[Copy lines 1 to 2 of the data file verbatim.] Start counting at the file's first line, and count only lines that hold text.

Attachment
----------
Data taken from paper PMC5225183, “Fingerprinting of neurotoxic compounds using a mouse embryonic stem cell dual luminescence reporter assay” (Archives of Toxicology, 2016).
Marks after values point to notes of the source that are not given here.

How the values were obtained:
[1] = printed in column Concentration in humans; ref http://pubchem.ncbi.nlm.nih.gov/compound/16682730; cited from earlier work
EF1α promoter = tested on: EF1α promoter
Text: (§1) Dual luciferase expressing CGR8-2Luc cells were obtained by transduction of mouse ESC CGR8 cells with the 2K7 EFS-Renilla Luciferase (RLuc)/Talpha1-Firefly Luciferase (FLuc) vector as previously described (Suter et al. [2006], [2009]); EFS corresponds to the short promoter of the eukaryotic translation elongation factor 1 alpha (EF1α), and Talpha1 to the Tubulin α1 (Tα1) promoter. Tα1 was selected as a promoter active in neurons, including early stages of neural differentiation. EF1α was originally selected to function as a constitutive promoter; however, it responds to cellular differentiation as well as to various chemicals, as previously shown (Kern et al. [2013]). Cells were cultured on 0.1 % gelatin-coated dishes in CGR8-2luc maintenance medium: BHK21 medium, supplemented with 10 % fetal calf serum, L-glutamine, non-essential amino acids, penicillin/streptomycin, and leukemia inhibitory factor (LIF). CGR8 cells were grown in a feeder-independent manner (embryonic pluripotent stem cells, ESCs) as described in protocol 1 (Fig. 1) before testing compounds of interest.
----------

Data taken from paper PMC5225183, “Fingerprinting of neurotoxic compounds using a mouse embryonic stem cell dual luminescence reporter assay” (Archives of Toxicology, 2016).
Marks after values point to notes of the source that are not given here.